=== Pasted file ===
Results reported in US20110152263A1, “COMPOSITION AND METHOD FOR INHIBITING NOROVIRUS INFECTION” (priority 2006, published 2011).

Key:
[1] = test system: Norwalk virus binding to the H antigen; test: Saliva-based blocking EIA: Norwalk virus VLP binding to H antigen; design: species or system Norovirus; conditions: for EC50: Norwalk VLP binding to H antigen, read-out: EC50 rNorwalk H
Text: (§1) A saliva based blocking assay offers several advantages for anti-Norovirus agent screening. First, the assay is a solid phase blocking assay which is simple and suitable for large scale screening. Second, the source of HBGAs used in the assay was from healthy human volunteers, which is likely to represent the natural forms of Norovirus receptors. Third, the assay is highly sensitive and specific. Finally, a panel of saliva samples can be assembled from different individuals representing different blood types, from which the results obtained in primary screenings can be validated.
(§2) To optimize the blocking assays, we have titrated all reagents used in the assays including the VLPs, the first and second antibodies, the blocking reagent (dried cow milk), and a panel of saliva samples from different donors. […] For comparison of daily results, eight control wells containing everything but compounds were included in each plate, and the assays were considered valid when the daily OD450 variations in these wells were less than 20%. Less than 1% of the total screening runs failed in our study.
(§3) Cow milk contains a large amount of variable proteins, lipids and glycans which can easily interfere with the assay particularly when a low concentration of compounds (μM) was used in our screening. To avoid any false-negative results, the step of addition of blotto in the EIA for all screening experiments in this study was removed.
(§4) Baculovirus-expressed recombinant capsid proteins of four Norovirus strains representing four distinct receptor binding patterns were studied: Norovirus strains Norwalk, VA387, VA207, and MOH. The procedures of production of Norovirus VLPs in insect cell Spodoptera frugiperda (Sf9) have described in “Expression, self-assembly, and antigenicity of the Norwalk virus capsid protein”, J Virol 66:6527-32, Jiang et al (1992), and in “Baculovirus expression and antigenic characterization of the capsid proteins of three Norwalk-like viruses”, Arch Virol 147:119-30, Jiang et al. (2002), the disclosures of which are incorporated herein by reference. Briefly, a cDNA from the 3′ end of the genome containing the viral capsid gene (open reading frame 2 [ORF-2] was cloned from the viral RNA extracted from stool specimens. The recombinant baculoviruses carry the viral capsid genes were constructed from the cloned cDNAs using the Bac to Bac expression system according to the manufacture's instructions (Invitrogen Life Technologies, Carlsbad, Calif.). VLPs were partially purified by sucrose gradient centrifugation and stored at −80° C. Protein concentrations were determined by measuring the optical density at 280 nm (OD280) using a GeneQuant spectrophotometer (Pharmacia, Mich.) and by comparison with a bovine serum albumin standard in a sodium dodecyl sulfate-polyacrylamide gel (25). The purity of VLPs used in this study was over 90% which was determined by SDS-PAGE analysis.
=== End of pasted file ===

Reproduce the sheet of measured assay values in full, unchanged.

Results reported in US20110152263A1, “COMPOSITION AND METHOD FOR INHIBITING NOROVIRUS INFECTION” (priority 2006, published 2011).

Key:
[1] = test system: Norwalk virus binding to the H antigen; test: Saliva-based blocking EIA: Norwalk virus VLP binding to H antigen; design: species or system Norovirus; conditions: for EC50: Norwalk VLP binding to H antigen, read-out: EC50 rNorwalk H
Text: (§1) A saliva based blocking assay offers several advantages for anti-Norovirus agent screening. First, the assay is a solid phase blocking assay which is simple and suitable for large scale screening. Second, the source of HBGAs used in the assay was from healthy human volunteers, which is likely to represent the natural forms of Norovirus receptors. Third, the assay is highly sensitive and specific. Finally, a panel of saliva samples can be assembled from different individuals representing different blood types, from which the results obtained in primary screenings can be validated.
(§2) To optimize the blocking assays, we have titrated all reagents used in the assays including the VLPs, the first and second antibodies, the blocking reagent (dried cow milk), and a panel of saliva samples from different donors. […] For comparison of daily results, eight control wells containing everything but compounds were included in each plate, and the assays were considered valid when the daily OD450 variations in these wells were less than 20%. Less than 1% of the total screening runs failed in our study.
(§3) Cow milk contains a large amount of variable proteins, lipids and glycans which can easily interfere with the assay particularly when a low concentration of compounds (μM) was used in our screening. To avoid any false-negative results, the step of addition of blotto in the EIA for all screening experiments in this study was removed.
(§4) Baculovirus-expressed recombinant capsid proteins of four Norovirus strains representing four distinct receptor binding patterns were studied: Norovirus strains Norwalk, VA387, VA207, and MOH. The procedures of production of Norovirus VLPs in insect cell Spodoptera frugiperda (Sf9) have described in “Expression, self-assembly, and antigenicity of the Norwalk virus capsid protein”, J Virol 66:6527-32, Jiang et al (1992), and in “Baculovirus expression and antigenic characterization of the capsid proteins of three Norwalk-like viruses”, Arch Virol 147:119-30, Jiang et al. (2002), the disclosures of which are incorporated herein by reference. Briefly, a cDNA from the 3′ end of the genome containing the viral capsid gene (open reading frame 2 [ORF-2] was cloned from the viral RNA extracted from stool specimens. The recombinant baculoviruses carry the viral capsid genes were constructed from the cloned cDNAs using the Bac to Bac expression system according to the manufacture's instructions (Invitrogen Life Technologies, Carlsbad, Calif.). VLPs were partially purified by sucrose gradient centrifugation and stored at −80° C. Protein concentrations were determined by measuring the optical density at 280 nm (OD280) using a GeneQuant spectrophotometer (Pharmacia, Mich.) and by comparison with a bovine serum albumin standard in a sodium dodecyl sulfate-polyacrylamide gel (25). The purity of VLPs used in this study was over 90% which was determined by SDS-PAGE analysis.